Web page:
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|Christof Weinlaender, Raphael Neubauer, Martin Hauth and Christoph Hochenauer|
|Insitute of Thermal Engineering, Austria
|ScientificTracks Abstracts: J Bioremediat Biodegrad|
|A SOFC CCHP system (Combined Cooling, Heat and Power) using renewable energy sources (biogas, sewage gas, landfill gas) will be developed to achieve high efficiencies. While electrical power will be produced at very high efficiencies using a SOFC (Solid Oxide Fuel Cell), the energy of the hot exhaust gas will be used to operate an absorption chiller system which provides a low temperature coolant and its waste heat can be used for heating. The combined system allows the utilization of various renewable energy sources and a high annual efficiency. Depending on the utilized fuel, which will be converted in the SOFC, different requirements for the gas cleaning unit have to be taken into account. Due to the planned multi fuel ability of the system, an overall concept for the gas cleaning and gas processing unit must be developed to achieve a high degree of standardization. The desulfurization of biogas is essential for the successful operation of SOFCs. H2S is one of the main components in biogas. In order to feed a solid oxide fuel cell, the contaminated gas has to be reduced to a certain degree. In this work, different parameters onto the desulfurization performance of commercially available desulfurization adsorbents were investigated. H2S removal efficiency was monitored under various operating conditions such as different temperatures, space velocities and inlet concentrations. The experience obtained from these tests provides fundamental knowledge for further development activities for such systems. This includes the determination of the useful power range for a product, the real dynamic of the system, the suitability of different fuels and their influence on the system performance as well as potentials for process simplifications and useful data for adsorption tower design and process optimization.|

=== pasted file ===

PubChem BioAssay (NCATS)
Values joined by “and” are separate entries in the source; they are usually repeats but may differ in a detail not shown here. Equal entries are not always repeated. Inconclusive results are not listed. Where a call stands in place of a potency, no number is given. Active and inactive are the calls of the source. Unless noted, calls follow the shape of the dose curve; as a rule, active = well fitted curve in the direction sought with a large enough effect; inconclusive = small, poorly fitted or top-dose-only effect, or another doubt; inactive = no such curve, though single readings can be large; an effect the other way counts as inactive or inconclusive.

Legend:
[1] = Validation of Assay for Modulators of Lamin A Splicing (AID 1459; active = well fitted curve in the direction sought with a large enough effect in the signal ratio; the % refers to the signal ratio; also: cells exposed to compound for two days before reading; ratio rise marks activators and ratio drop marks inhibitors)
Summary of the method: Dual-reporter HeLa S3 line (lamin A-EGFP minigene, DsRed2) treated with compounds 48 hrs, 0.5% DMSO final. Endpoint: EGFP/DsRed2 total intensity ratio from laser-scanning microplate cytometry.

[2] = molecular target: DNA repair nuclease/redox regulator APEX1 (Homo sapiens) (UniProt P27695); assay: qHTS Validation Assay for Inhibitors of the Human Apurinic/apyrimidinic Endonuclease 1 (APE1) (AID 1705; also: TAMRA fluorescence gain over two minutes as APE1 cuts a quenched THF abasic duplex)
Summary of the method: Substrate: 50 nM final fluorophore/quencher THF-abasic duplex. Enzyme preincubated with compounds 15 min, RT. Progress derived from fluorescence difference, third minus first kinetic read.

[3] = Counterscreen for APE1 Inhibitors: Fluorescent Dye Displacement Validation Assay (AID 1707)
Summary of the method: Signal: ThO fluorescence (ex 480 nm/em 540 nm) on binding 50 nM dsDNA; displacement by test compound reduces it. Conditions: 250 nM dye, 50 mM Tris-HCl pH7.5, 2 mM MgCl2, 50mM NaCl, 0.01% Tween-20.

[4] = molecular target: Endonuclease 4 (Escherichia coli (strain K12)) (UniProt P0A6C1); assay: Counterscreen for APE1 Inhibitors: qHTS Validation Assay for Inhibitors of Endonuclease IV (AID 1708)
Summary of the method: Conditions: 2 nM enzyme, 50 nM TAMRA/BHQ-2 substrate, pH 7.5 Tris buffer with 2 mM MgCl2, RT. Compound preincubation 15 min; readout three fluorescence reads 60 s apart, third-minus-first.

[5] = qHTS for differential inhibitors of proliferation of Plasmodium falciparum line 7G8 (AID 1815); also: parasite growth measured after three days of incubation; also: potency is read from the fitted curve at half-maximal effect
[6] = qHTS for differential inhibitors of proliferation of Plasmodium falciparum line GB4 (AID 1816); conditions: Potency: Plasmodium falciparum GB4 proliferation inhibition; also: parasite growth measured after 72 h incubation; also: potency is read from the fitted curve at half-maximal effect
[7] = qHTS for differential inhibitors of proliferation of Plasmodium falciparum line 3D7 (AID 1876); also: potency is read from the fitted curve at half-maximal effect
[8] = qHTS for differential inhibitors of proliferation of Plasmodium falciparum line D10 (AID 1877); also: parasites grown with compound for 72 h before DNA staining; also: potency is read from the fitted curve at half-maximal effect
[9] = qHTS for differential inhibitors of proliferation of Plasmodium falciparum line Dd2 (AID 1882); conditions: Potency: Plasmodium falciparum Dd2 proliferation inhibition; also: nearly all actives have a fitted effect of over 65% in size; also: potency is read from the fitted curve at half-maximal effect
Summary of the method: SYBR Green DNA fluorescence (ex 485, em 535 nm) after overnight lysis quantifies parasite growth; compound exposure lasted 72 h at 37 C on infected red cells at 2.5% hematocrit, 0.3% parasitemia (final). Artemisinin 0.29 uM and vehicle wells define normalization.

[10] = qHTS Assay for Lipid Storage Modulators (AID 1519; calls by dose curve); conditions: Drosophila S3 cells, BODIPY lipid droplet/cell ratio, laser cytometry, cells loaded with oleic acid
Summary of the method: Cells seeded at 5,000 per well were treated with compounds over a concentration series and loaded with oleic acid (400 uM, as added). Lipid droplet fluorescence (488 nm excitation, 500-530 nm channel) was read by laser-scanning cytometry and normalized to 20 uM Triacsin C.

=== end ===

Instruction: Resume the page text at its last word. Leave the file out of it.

Christof Weinlaender studied Chemical Engineering at Graz University of Technology, Austria. In 2014, he finished his Master’s thesis about liquid-liquid extraction at the Department of Chemical Engineering at Graz University of Technology. Since 2014, he is working at the Department of Thermal Engineering at Graz University of Technology as Assistant Project Scientist. Key areas of his interest are biofuels, adsorption processes and solid oxide fuel cells.
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